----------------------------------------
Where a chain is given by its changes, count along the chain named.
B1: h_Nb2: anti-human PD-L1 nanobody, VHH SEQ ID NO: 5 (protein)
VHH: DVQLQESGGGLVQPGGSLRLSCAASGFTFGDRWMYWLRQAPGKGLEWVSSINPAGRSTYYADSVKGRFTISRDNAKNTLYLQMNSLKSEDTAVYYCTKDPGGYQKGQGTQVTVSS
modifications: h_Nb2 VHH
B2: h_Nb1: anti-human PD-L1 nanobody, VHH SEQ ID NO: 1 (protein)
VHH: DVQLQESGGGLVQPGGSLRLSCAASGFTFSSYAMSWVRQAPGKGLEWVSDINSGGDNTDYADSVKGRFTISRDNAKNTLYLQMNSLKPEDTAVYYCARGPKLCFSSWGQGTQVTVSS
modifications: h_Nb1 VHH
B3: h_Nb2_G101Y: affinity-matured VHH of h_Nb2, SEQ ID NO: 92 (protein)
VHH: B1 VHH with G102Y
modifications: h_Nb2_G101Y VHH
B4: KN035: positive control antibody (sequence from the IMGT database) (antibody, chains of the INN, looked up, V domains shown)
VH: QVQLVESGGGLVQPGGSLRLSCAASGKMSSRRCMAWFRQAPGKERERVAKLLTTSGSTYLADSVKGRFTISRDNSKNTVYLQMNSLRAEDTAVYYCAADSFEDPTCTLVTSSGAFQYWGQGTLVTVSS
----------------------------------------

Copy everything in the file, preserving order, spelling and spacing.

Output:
Where a chain is given by its changes, count along the chain named.
B1: h_Nb2: anti-human PD-L1 nanobody, VHH SEQ ID NO: 5 (protein)
VHH: DVQLQESGGGLVQPGGSLRLSCAASGFTFGDRWMYWLRQAPGKGLEWVSSINPAGRSTYYADSVKGRFTISRDNAKNTLYLQMNSLKSEDTAVYYCTKDPGGYQKGQGTQVTVSS
modifications: h_Nb2 VHH
B2: h_Nb1: anti-human PD-L1 nanobody, VHH SEQ ID NO: 1 (protein)
VHH: DVQLQESGGGLVQPGGSLRLSCAASGFTFSSYAMSWVRQAPGKGLEWVSDINSGGDNTDYADSVKGRFTISRDNAKNTLYLQMNSLKPEDTAVYYCARGPKLCFSSWGQGTQVTVSS
modifications: h_Nb1 VHH
B3: h_Nb2_G101Y: affinity-matured VHH of h_Nb2, SEQ ID NO: 92 (protein)
VHH: B1 VHH with G102Y
modifications: h_Nb2_G101Y VHH
B4: KN035: positive control antibody (sequence from the IMGT database) (antibody, chains of the INN, looked up, V domains shown)
VH: QVQLVESGGGLVQPGGSLRLSCAASGKMSSRRCMAWFRQAPGKERERVAKLLTTSGSTYLADSVKGRFTISRDNSKNTVYLQMNSLRAEDTAVYYCAADSFEDPTCTLVTSSGAFQYWGQGTLVTVSS